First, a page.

Coase-Sandor Working Paper Series in Law and Economics
Law & Economics Working Papers
The International Court of Justice has jurisdiction over disputes between nations, and has decided dozens of cases since it began operations in 1946. Its defenders argue that the ICJ decides cases impartially and confers legitimacy on the international legal system. Its critics argue that the members of the ICJ vote the interests of the states that appoint them. Prior empirical scholarship is ambiguous. We test the charge of bias using statistical methods. We find strong evidence that (1) judges favor the states that appoint them, and (2) judges favor states whose wealth level is close to that of the judges' own state; and weaker evidence that (3) judges favor states whose political system is similar to that of the judges' own state, and (4) (more weakly) judges favor states whose culture (language and religion) is similar to that of the judges' own state. We find weak or no evidence that judges are influenced by regional and military alignments.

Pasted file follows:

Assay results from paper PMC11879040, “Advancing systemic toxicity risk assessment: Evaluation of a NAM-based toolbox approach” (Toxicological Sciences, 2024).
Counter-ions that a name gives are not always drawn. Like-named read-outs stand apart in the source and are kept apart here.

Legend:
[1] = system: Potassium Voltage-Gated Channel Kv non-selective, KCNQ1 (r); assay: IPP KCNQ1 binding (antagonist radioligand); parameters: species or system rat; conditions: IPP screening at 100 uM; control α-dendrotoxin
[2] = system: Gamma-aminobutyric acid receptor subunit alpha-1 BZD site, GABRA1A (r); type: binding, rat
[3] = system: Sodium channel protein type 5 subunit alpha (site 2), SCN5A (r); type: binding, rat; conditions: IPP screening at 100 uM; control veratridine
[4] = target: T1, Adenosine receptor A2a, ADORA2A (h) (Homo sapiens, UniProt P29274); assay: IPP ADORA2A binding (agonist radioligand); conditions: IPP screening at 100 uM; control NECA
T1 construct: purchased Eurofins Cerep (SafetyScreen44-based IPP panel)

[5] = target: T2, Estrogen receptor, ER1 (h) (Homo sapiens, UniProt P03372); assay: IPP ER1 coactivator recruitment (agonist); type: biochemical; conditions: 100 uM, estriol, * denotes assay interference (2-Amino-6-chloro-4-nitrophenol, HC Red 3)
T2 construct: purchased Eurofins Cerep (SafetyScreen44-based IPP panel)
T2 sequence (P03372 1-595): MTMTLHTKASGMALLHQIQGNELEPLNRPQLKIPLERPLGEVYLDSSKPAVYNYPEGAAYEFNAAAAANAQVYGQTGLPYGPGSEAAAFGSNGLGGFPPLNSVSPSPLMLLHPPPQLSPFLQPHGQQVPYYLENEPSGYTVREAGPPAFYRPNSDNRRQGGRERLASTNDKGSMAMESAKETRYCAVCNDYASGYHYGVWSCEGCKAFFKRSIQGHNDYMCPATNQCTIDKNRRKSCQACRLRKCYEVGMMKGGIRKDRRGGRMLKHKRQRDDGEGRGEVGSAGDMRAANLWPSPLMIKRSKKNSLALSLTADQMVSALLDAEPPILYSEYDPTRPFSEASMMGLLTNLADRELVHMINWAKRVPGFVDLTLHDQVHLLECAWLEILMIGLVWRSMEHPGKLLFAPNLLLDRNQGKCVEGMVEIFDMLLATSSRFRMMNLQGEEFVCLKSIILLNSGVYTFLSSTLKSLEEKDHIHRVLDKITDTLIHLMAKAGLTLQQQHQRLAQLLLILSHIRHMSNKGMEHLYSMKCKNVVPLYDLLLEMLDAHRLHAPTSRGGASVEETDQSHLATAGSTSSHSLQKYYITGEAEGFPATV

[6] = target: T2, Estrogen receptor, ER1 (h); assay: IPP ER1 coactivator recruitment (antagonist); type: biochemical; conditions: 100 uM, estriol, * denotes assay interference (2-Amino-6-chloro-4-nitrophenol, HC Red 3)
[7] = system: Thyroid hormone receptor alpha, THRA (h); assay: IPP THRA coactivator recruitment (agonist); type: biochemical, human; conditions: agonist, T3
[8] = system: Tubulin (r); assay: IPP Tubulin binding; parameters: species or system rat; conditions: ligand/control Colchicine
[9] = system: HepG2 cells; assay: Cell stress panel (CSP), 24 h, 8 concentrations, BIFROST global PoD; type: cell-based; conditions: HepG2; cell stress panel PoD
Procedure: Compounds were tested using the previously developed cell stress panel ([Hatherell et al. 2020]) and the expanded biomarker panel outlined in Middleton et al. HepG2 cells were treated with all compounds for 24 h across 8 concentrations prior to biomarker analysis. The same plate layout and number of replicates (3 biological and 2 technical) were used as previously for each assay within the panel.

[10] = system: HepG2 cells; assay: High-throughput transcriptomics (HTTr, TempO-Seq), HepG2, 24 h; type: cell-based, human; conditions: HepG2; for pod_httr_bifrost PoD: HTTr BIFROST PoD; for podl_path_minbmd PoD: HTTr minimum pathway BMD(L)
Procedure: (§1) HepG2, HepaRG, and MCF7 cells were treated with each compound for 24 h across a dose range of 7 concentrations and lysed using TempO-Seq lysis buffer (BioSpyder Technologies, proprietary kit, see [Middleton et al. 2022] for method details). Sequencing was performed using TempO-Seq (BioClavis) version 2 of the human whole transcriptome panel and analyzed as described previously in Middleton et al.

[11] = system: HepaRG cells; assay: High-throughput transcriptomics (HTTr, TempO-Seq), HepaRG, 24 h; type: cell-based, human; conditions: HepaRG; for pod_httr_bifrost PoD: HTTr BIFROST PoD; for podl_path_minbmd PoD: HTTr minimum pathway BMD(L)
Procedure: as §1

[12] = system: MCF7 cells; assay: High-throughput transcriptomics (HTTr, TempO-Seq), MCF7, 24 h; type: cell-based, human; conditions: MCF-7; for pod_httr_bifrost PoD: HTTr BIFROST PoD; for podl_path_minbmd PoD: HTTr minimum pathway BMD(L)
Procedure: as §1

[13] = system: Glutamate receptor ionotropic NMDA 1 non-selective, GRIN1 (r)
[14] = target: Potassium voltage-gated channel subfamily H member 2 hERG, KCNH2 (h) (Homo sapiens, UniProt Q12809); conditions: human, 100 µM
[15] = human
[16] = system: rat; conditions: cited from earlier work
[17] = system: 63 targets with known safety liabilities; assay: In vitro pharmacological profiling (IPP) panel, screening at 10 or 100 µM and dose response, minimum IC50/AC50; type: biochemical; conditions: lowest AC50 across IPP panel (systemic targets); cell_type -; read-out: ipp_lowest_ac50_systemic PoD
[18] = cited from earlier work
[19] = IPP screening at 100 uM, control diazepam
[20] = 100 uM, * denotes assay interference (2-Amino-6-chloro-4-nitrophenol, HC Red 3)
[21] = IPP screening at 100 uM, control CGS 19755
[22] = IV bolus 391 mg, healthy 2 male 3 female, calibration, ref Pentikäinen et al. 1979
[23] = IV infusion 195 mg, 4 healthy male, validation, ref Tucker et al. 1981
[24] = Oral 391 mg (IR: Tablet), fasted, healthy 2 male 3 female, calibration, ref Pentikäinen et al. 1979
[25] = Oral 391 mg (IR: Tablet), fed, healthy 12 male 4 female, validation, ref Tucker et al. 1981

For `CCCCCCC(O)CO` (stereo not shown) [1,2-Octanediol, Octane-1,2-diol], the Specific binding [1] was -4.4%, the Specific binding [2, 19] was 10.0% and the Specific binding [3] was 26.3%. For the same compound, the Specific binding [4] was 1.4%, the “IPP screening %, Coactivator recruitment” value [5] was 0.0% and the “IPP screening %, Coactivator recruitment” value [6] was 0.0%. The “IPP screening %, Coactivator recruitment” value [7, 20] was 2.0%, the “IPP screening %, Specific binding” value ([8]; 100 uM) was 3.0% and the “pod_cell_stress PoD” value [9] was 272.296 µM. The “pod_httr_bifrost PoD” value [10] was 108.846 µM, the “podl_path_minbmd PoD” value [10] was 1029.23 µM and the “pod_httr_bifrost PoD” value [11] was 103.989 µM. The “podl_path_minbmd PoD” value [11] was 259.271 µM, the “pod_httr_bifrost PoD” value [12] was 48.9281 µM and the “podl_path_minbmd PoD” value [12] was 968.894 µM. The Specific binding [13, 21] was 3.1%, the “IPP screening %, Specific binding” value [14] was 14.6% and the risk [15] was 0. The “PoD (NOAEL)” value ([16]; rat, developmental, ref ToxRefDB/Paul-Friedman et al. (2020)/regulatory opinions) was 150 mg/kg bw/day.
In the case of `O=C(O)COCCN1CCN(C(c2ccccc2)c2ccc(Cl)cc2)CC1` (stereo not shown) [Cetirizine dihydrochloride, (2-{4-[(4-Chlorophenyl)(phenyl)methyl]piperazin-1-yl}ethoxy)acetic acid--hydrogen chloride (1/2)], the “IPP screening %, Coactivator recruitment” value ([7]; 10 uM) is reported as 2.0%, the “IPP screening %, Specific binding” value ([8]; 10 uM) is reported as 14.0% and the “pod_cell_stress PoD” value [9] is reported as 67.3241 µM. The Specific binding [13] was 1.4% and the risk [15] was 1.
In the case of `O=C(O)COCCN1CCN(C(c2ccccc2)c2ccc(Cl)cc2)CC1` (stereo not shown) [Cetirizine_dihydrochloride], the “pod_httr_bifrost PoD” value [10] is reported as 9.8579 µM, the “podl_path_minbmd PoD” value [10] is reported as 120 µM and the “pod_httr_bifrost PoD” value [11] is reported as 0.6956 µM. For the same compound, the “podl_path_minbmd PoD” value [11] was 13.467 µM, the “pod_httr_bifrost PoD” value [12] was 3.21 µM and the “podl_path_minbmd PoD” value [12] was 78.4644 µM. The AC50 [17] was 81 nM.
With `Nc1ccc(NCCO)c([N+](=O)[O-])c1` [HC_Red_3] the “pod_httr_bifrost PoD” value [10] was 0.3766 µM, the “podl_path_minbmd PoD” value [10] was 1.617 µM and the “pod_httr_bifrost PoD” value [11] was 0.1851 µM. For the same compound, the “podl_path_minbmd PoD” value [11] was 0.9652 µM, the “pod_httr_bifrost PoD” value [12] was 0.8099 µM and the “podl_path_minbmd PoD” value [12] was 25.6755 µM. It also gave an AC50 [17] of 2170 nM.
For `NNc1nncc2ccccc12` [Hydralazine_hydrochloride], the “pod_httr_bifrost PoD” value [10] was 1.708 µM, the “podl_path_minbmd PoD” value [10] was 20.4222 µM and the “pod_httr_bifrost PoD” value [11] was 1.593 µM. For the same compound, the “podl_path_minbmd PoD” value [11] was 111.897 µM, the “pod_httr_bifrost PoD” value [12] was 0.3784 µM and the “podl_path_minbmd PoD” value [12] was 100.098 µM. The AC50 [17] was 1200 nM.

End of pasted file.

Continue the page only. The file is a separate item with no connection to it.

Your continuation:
Eric Posner & Miguel de Figueiredo, "Is the International Court of Justice Biased?" (John M. Olin Program in Law and Economics Working Paper No. 234, 2004).
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